Newborn rattlesnakes are born devoid of a rattling rattle. It is referred to as a button and they will develop the ability to rattle after their first shedding. Hence the reason the one we saw was lacking one. They are typically 10-12 inches in length. Shortly after birth they are abandoned and left to fend for themselves. The females can have up to 25 babies at a time but the mortality rate is extremely high. Immediately upon birth the young have the venom to defend themselves.
Just the other day we were strolling through the White Tanks on a night hike when our hike was interrupted. Right square in the middle of the trail was a 10 inch baby rattler. How adorable! We immediately harnessed the dog and I began taking photos. The snake was alert when we approached, but that quickly escalated as we stood there. The strangest part of this encounter was the lack of rattle. The snake appeared to have a diamond shaped head and similar markings that I had seen. (After later research we came to find out that the snake was indeed a rattler. The babies do not immediately develop a rattler that makes noise.) The rattler was agitated with us standing there and became defensive as it slowly slithered under a rock and allowed us to pass.
This early encounter got me thinking about how many rattlers I have encountered on the trails and the many misconceptions I have heard about them. I hope to debunk some of this information so you are better prepared for your next encounter.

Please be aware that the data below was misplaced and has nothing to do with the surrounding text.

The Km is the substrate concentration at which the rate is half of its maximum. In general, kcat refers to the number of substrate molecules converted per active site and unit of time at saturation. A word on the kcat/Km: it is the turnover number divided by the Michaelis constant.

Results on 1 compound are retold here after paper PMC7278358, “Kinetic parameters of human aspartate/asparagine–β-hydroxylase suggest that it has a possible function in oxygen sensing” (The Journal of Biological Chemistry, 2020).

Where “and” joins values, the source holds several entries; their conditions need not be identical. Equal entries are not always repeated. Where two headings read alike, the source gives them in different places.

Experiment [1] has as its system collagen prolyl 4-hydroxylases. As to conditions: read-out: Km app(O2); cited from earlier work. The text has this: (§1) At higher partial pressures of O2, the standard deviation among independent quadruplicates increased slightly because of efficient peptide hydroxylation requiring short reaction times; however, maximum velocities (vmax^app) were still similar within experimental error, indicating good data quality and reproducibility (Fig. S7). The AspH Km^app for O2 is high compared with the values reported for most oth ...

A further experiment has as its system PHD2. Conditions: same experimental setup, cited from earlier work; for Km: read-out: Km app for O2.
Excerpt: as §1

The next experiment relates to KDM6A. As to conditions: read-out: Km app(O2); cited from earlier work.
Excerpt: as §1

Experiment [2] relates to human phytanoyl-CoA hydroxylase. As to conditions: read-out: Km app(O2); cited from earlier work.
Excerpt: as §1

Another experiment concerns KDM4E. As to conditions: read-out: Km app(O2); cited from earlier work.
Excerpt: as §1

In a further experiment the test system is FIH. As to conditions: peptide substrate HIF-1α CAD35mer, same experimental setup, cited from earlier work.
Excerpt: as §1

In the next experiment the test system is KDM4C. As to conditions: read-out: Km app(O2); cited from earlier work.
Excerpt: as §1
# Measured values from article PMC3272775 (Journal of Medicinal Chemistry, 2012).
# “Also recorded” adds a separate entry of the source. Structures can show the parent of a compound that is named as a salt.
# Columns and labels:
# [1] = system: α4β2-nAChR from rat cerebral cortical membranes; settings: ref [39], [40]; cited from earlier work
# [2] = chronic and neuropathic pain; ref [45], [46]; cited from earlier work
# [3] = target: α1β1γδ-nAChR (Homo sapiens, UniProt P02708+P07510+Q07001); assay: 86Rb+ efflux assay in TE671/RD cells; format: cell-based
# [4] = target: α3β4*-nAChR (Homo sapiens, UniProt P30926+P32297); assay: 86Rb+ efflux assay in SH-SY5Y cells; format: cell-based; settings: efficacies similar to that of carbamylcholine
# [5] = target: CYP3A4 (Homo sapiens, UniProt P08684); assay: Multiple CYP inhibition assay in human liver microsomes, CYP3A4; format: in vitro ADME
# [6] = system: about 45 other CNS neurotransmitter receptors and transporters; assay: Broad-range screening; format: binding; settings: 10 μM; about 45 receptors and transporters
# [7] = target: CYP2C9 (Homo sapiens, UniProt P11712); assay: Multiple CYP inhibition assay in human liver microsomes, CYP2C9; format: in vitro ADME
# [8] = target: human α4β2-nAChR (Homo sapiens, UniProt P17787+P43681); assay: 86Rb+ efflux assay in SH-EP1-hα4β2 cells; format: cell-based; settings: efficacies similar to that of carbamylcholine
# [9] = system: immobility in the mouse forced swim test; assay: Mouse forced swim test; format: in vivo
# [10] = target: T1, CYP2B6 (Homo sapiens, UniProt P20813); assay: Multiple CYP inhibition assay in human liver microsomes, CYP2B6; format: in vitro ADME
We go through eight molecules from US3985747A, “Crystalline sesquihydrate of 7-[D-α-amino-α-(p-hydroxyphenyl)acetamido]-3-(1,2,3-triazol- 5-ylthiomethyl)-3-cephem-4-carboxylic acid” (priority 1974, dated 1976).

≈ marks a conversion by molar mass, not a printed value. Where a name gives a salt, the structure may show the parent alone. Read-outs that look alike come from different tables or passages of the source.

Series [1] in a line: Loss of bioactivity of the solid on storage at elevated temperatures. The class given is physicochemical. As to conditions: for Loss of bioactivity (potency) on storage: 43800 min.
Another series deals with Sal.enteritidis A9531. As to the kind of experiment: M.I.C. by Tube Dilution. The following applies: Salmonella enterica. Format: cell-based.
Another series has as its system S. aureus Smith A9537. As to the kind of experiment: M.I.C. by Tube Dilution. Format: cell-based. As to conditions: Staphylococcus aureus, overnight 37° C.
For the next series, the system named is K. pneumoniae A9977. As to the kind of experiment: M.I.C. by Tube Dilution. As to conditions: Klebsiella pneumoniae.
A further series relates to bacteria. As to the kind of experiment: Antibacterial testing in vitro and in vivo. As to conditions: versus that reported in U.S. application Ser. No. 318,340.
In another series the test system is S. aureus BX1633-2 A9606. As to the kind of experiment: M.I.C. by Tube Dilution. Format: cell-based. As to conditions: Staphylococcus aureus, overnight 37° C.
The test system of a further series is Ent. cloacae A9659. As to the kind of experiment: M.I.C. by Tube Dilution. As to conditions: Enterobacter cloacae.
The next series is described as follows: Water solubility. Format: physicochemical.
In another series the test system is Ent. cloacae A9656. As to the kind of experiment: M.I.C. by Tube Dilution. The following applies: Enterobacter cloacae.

Adults can live for up to 20 years, but that is only commonly seen in captivity. Rattlers in captivity can survive only eating once a year. In the wild the snakes eat more often, but a majority of the prey they kill goes uneaten. This is primary because the prey is too large to consume. Adults have backup fangs which can be employed after their fangs break off in prey or are damaged. Rattlers are unable to spit venom but when pressure is applied to the venom gland the venom can be released. The snakes are able to detect humans long before you do due to their ability to detect ground vibrations. In other words they feel you coming. Rattlers tend to be most active in the Spring after completing hibernation. This is most likely why we saw this young one out for an evening stroll. The snakes can strike 1/3 to 1/2 their body length. So keeping a generous distance is ideal.
Guess what? These creatures are not out to get you. You are way to large to be of any use to them. When surprising rattlers they become defensive and will strike. The best way to avoid an unnecessary bite is to keep and open eye on the trail for them. Hiking with one ear open to the surroundings is not a bad idea. When you encounter a rattler in the middle of the trail. Stop and back away. Common sense right? Once backed away safely watch to make sure the snake leaves the trail and give the creature a few moments to get farther away before passing. Although bites are unlikely to kill you (unless you are young, old, or ill) why take a chance.
If for some reason you surprise a rattler and are struck, relax. The most important thing to do is keep calm and seek immediate medical attention. If possible send a runner for help and leave someone to monitor the patient. Lying down and keeping the bite wound lower then the heart. Slowing the circulation is the key here. There are many recommendations for applying light pressure to the wound area (restricting flow) but there are many conflicting reports. This also applies to any suction techniques that have been recommended. The best course of action is to seek medical attention as soon as possible.
Most people bitten by rattlesnakes are young males who are fucking with the snake. Also (big shocker) alcohol is a common factor. If you see a snake, let it be. You do your thing and the snake will do it's own. The moment you begin fucking with it you invite a bite. Don't be stupid.